How Safe Are Hot Showers And Hot Tubs During Pregnancy

A hot water bath could be extremely soothing for any pregnant woman. Not only does it helps the muscles relax—it also eases the joint and back pains, which moms often complain about during pregnancy. However, there are claims that those long baths could actually be harmful to mom.

‘As if there are any lesser number of does and don’ts that now they have a problem with a bathing pregnant women!’—You might think.


Anything that a mother could do, which puts her baby at risk must be known and understood well. Let us concentrate on a very common part of our daily lifestyle—’a hot shower’.

What Happens To The Body During A Hot Shower?

When you are in a warm shower your body heats up. Warm baths are considered safe and soothing, but a hot water could overheat the body. Moms must cut down on the time they stay in the shower when they are using hot water for bathing. An overheated body carries the risk of birth defects for the baby, especially in the first trimester. Hot water baths could also cause dehydration—the rising temperature will cause sweating and the mother won’t realize how much she sweated while taking shower.


However, hot showers are still safer because as soon as you close the nob of the shower, your body starts cooling immediately.

It is okay to take hot showers, which aren’t too long and that don’t overheat your body.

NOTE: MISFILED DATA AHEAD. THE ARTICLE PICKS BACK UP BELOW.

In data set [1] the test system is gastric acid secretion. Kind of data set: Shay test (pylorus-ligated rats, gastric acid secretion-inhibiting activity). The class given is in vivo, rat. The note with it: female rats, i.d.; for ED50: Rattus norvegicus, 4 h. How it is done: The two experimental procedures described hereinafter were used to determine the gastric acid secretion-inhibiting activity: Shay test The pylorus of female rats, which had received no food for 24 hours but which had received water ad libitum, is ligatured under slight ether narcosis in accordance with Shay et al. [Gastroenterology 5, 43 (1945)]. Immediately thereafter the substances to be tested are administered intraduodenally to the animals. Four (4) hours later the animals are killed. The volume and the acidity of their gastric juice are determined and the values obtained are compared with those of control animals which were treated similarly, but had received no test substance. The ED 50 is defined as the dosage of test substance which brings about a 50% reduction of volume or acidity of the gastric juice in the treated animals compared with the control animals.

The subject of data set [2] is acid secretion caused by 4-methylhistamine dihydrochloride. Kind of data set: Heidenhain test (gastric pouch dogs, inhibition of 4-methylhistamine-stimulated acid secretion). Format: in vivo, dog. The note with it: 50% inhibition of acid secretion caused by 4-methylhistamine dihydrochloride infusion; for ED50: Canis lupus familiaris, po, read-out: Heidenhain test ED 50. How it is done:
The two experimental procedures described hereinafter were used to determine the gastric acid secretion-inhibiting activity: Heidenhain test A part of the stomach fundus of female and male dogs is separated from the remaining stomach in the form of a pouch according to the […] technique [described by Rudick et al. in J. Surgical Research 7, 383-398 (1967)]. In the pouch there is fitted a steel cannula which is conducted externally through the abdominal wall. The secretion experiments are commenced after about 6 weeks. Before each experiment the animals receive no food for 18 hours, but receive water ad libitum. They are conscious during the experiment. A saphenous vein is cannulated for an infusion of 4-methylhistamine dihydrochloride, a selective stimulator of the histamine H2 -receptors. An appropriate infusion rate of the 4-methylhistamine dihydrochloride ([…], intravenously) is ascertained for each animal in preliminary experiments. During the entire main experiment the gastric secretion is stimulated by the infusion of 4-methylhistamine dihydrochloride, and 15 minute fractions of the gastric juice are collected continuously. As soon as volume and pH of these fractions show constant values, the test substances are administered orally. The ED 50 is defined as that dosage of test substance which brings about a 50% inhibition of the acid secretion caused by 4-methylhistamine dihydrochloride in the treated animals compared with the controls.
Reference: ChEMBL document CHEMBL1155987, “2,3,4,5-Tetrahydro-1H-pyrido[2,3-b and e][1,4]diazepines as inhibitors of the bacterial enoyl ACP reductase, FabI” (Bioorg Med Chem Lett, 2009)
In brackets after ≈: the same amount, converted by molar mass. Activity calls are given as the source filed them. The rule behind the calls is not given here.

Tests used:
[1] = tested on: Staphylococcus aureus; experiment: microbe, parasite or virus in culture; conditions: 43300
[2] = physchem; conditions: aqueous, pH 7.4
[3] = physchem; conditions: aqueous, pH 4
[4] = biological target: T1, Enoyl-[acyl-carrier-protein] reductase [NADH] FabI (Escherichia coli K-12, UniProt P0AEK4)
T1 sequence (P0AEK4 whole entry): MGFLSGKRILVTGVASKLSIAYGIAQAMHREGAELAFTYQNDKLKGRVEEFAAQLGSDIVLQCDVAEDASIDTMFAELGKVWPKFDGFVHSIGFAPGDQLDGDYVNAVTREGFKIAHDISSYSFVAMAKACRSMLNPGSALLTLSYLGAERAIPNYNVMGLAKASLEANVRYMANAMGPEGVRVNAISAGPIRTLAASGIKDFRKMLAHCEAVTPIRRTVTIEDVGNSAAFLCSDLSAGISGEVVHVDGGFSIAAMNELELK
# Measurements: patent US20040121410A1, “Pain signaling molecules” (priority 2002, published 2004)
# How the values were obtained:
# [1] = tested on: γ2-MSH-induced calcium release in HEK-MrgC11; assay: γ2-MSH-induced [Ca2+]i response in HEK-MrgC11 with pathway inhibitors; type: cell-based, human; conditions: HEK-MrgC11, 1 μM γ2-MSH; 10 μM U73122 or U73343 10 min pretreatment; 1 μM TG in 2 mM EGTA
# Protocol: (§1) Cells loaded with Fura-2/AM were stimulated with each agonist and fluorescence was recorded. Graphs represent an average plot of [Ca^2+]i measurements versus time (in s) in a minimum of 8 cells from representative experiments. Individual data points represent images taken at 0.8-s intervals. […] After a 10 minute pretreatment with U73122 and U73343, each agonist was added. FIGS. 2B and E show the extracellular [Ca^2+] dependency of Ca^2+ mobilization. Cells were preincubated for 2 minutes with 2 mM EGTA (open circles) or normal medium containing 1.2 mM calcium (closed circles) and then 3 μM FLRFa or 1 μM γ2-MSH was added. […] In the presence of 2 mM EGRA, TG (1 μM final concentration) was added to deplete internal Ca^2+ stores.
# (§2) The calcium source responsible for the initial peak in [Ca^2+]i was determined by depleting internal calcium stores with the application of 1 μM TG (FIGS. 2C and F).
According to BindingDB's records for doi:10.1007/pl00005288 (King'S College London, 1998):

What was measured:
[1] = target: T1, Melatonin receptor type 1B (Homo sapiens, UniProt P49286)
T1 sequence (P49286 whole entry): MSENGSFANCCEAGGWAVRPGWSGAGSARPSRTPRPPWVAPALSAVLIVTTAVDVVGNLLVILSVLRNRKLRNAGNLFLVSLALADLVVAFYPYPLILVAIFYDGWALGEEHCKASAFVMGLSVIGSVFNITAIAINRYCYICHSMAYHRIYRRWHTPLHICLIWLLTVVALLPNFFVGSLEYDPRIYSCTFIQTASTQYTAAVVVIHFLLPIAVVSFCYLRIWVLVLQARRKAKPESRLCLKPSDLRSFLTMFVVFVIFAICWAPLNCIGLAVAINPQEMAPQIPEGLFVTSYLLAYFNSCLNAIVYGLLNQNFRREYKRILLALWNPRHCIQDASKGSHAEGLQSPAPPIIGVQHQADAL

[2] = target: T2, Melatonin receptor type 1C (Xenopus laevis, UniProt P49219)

What Happens To The Body During A Hot Tub Bath?

Hot tubs pose a higher risk than hot showers. But why? When you are in a hot tub, your body is completely immersed in the hot water and could get overheated quickly. This could lead you closer to a dangerous condition called hyperthermia, wherein an overheated body causes the blood pressure to drop down. You could feel dizzy or even faint.

Since a mother’s blood volume increases by 50% during pregnancy, a sudden drop in your blood pressure could decrease the nourishment that reaches your baby, including the oxygen and essential nutrients. Low blood pressure will cause the growing fetus to incur damage resulting in complications.


You can’t figure out a change in your body temperature so easily sitting in a hot tub. If the body temperature rises above 38.9 degree Celsius or 102 degrees Fahrenheit, it could be dangerous for your baby. Researchers have found that birth defects called neural tube defects (NTD) associated with the abnormalities of the brain and spinal cord could arise if the body temperature exceeds this limit.

Moms are best advised to stay away from hot tubs and saunas and even the summer sun when the weather is too hot outside. Even when you are exercising, make sure you don’t overheat your body.


Another note of caution for moms. If you are the one who loves natural fragrances and essential oils and add them to your bath tub, you must stop using them right now. These elements can alter the Ph or the natural acidic balance of the vagina. It could increase the risk of developing thrush (a yeast infection), which can spread to your baby during birth.

Prefer a warm shower instead of a hot one. Avoid hot tubs—if you feel dizzy your blood pressure could be dropping. Move out of the bath and cool yourself. If you feel thirsty or a chill from an overheated bath, time to quickly move out and cool down your body temperature. If you have already taken a hot shower before, you might have moved out before getting overheated, so fret not. Remember to keep yourself hydrated at all times.